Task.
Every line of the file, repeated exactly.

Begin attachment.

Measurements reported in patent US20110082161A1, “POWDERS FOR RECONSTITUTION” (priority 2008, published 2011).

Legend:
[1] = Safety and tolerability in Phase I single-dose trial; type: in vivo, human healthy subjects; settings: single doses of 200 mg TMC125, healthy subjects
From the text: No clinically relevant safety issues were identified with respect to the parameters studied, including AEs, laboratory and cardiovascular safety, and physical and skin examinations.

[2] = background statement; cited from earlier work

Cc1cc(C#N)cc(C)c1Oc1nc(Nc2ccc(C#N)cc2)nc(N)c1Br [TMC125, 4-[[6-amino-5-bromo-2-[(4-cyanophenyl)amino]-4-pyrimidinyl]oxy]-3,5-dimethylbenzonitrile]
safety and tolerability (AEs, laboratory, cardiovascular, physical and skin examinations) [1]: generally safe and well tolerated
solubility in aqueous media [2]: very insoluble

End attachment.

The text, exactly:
Measurements reported in patent US20110082161A1, “POWDERS FOR RECONSTITUTION” (priority 2008, published 2011).

Legend:
[1] = Safety and tolerability in Phase I single-dose trial; type: in vivo, human healthy subjects; settings: single doses of 200 mg TMC125, healthy subjects
From the text: No clinically relevant safety issues were identified with respect to the parameters studied, including AEs, laboratory and cardiovascular safety, and physical and skin examinations.

[2] = background statement; cited from earlier work

Cc1cc(C#N)cc(C)c1Oc1nc(Nc2ccc(C#N)cc2)nc(N)c1Br [TMC125, 4-[[6-amino-5-bromo-2-[(4-cyanophenyl)amino]-4-pyrimidinyl]oxy]-3,5-dimethylbenzonitrile]
safety and tolerability (AEs, laboratory, cardiovascular, physical and skin examinations) [1]: generally safe and well tolerated
solubility in aqueous media [2]: very insoluble